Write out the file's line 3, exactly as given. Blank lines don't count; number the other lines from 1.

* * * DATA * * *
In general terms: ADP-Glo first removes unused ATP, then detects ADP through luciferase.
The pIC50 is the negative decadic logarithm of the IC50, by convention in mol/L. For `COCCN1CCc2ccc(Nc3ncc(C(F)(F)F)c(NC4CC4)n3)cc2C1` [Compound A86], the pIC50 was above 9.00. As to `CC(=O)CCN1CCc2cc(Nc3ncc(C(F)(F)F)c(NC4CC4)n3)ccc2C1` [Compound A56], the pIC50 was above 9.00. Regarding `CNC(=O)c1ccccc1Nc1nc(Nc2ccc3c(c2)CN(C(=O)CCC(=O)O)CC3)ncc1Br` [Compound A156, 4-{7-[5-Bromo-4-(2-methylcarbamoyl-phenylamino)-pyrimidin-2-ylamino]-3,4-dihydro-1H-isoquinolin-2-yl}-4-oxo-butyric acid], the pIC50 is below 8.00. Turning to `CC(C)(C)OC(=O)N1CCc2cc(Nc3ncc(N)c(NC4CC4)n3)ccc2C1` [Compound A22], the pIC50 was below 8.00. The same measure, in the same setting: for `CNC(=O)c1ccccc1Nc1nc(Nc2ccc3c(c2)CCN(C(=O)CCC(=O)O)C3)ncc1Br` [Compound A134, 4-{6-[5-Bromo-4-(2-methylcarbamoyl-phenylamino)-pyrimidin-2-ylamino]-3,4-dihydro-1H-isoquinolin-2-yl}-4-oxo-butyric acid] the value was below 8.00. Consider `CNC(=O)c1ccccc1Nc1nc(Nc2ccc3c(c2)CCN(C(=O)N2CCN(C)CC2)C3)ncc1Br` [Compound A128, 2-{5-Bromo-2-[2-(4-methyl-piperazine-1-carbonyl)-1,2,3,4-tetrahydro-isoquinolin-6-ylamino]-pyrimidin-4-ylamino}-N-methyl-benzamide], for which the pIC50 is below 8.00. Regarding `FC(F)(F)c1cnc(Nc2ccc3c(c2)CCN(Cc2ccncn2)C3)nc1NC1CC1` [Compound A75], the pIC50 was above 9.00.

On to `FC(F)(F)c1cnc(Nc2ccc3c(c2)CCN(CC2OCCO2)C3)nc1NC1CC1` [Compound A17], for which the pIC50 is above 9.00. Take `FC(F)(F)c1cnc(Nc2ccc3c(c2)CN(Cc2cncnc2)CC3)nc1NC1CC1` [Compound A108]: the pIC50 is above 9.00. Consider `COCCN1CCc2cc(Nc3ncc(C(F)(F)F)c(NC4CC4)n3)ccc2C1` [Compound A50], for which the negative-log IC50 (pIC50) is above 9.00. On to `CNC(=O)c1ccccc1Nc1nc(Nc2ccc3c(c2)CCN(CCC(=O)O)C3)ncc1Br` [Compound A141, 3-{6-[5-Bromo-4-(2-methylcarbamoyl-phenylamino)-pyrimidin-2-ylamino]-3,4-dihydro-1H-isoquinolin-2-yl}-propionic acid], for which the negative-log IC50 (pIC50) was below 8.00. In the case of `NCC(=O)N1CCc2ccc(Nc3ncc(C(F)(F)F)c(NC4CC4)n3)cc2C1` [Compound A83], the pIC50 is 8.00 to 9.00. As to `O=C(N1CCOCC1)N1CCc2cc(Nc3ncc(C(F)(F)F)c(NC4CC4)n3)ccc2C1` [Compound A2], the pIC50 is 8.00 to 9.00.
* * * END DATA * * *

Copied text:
On to `FC(F)(F)c1cnc(Nc2ccc3c(c2)CCN(CC2OCCO2)C3)nc1NC1CC1` [Compound A17], for which the pIC50 is above 9.00. Take `FC(F)(F)c1cnc(Nc2ccc3c(c2)CN(Cc2cncnc2)CC3)nc1NC1CC1` [Compound A108]: the pIC50 is above 9.00. Consider `COCCN1CCc2cc(Nc3ncc(C(F)(F)F)c(NC4CC4)n3)ccc2C1` [Compound A50], for which the negative-log IC50 (pIC50) is above 9.00. On to `CNC(=O)c1ccccc1Nc1nc(Nc2ccc3c(c2)CCN(CCC(=O)O)C3)ncc1Br` [Compound A141, 3-{6-[5-Bromo-4-(2-methylcarbamoyl-phenylamino)-pyrimidin-2-ylamino]-3,4-dihydro-1H-isoquinolin-2-yl}-propionic acid], for which the negative-log IC50 (pIC50) was below 8.00. In the case of `NCC(=O)N1CCc2ccc(Nc3ncc(C(F)(F)F)c(NC4CC4)n3)cc2C1` [Compound A83], the pIC50 is 8.00 to 9.00. As to `O=C(N1CCOCC1)N1CCc2cc(Nc3ncc(C(F)(F)F)c(NC4CC4)n3)ccc2C1` [Compound A2], the pIC50 is 8.00 to 9.00.